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Simon Price - FREQUENTLY ASKED QUESTIONS

Simon Price, 2011So, I've done that slightly cringey David Brent-like thing of interviewing myself. Here we go...

Q: Will you write for my magazine/website/other publication for free?

A: Almost certainly not. I'm a freelance journalist and I need to pay the bills. Any time, energy and creativity spent working for free is time, energy and creativity that would be better-spent actually earning my living. Also, as an NUJ member, I'm obliged to point out that anyone who does write for free is part of the problem, driving down wages for the rest of us. (Paid work, however, is always welcome.)

Q: Will you appear on my radio programme/TV documentary?

A: Probably, yeah. I enjoy doing that sort of thing, as long as it's a subject I'm comfortable talking about. (And you know what, it really makes a pleasant change when I'm asked to talk about stuff that ISN'T the Manics, or otherwise Wales-related...) Send me an email and let's talk about it.

Q: Will you listen to my band?

A: If you really, honestly think I'd like it, and you aren't just bombarding every music journalist you can think of, sure. Writing a few attention-grabbing lines, to make me sit up and take notice and to differentiate yourselves from the mass of generic stuff I get sent, wouldn't do any harm. I'd prefer a digital format (eg Soundcloud or Youtube) if possible, as I'm trying to de-clutter my life of surplus CDs.

Q: I'd like to become a music journalist. How do I go about it?

A: My first, and only semi-facetious answer is "DON'T. The money's crap and there's no future in it." If that doesn't put you off, my next answer is "Take it for all you can, enjoy the ride for five years or so, but make sure you have a get-out strategy and for heaven's sake don't get stuck in it for as long as me". The specifics of starting out are fairly obvious (write a blog or write for a student paper, read anthologies of some of the 'greats' for stylistic tips, remember that for all the technical skills you can learn academically the best practice for writing is still writing, and when your work's good enough, send it to a reviews editor). I give a standard hour-long lecture on this subject at unis and colleges, when asked.

Q: Is that your real hair?

A: Yes. Except when it isn't.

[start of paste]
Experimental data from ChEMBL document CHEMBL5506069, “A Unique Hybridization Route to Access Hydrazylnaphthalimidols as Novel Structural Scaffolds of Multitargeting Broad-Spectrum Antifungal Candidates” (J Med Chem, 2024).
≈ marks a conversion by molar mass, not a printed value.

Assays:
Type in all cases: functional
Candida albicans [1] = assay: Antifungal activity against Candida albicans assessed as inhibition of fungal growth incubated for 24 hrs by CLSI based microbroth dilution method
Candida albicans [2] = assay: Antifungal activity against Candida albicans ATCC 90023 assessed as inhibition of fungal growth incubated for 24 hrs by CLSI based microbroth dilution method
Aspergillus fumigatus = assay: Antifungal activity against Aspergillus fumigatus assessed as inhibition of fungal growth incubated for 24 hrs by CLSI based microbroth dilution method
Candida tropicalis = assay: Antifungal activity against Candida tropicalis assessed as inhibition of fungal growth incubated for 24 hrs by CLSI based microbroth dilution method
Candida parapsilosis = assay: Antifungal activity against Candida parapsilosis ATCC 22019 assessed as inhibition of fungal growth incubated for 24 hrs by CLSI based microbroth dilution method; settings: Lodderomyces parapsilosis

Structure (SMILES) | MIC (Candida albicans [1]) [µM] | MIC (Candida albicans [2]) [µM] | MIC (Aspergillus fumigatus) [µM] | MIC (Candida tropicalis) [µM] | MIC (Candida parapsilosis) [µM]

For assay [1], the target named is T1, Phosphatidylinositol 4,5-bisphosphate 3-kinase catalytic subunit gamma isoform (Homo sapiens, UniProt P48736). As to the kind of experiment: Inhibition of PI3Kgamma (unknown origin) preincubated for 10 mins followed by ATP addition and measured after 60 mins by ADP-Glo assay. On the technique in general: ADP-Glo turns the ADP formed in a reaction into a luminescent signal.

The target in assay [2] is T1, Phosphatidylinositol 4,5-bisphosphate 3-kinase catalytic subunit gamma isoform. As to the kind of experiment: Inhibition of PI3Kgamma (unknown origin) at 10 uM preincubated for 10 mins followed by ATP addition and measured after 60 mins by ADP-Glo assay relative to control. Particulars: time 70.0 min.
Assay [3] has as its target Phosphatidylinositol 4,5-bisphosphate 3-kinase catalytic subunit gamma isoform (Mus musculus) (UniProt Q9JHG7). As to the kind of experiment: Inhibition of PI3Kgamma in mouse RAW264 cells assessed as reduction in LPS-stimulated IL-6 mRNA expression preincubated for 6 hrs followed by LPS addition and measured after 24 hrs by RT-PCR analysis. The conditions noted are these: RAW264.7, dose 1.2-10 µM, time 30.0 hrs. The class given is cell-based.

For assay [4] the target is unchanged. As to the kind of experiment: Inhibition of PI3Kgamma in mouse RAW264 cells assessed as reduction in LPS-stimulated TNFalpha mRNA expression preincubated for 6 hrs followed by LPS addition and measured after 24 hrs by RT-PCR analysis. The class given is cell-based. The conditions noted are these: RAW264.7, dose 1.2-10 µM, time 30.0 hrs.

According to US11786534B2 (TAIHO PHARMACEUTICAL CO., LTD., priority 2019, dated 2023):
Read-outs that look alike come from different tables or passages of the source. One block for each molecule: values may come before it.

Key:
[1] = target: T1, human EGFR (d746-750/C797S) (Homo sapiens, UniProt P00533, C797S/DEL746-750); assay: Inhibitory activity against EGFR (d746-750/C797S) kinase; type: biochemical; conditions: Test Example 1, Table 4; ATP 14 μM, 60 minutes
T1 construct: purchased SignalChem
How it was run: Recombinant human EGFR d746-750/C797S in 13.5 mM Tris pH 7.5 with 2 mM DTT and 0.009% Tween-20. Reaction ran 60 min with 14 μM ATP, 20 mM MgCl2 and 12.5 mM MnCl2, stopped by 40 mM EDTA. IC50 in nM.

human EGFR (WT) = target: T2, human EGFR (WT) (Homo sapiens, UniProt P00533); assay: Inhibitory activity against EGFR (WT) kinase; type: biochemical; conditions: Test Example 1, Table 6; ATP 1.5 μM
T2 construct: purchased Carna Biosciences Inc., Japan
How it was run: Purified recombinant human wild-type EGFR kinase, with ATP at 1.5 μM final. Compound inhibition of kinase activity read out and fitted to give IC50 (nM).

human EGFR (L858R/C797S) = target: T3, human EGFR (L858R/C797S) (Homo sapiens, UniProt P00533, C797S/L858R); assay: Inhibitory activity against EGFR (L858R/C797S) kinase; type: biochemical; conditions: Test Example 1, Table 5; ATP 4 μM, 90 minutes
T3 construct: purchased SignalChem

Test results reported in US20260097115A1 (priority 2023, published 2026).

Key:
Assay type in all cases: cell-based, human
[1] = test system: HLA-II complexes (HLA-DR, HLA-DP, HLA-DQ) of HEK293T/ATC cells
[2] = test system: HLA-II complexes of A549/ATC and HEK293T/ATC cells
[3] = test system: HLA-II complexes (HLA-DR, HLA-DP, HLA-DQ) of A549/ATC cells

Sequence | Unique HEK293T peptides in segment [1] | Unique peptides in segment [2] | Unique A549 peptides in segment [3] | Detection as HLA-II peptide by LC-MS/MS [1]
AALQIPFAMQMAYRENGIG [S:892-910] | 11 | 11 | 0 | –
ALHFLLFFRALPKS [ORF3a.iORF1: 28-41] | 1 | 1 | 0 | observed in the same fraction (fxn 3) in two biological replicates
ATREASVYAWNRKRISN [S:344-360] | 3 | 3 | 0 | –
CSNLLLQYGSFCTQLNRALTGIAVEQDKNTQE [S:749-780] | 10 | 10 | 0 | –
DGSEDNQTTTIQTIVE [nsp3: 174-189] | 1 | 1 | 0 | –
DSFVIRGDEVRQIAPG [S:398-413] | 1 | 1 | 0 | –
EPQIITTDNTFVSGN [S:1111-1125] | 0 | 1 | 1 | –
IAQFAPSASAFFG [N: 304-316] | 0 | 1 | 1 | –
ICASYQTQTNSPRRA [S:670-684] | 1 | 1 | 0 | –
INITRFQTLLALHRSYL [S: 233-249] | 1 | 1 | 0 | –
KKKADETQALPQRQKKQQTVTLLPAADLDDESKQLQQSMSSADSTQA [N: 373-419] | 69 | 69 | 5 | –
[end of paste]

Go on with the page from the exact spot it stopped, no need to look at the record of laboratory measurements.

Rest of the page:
Q: Are you trying to look like the bloke from The Prodigy?

A: No I'm not. This is just the latest in a long line of stupid hairstyles (man alive, I could show you pictures...), and Keith Flint wasn't the first person to rock the devil-horn look anyway. If anything, I'm ripping off Seventies punk icon Soo Catwoman (as, I suspect, is Keith). I met Soo once, and admitted it to her. She said "At least you're doing it well..."

Q: How long does it take?

A: About half an hour, and half a can of Shock Waves.

Q: Do you think Richey Edwards is still alive?

A: I respect any intelligent and informed opinion on that. Even though he has been legally declared dead, I'll accept most theories (short of alien abduction). The one thing I believe is that his original intention was not to die, only to escape. (The clues being the money he took out of his bank account, and the fact that his car, when found, had clearly been lived in.) After that, the trail goes cold. It's surprisingly easy to go missing and start a new life, should you so desire (and, in the pre-digital Nineties, it was easier still.) Obviously, what I'd like to imagine is that he's happy somewhere. But it's been a long, long time.

Q: Are you ever going to update your Manics book?

A: Watch this space.

Q: Will you DJ my wedding/birthday/launch party?

A: If I'm available, if we can work out a suitable music policy (I'm very versatile), and if we can agree a fee, then maybe! Send me an email and let's talk about it.


Contact: simon_price01@hotmail.com

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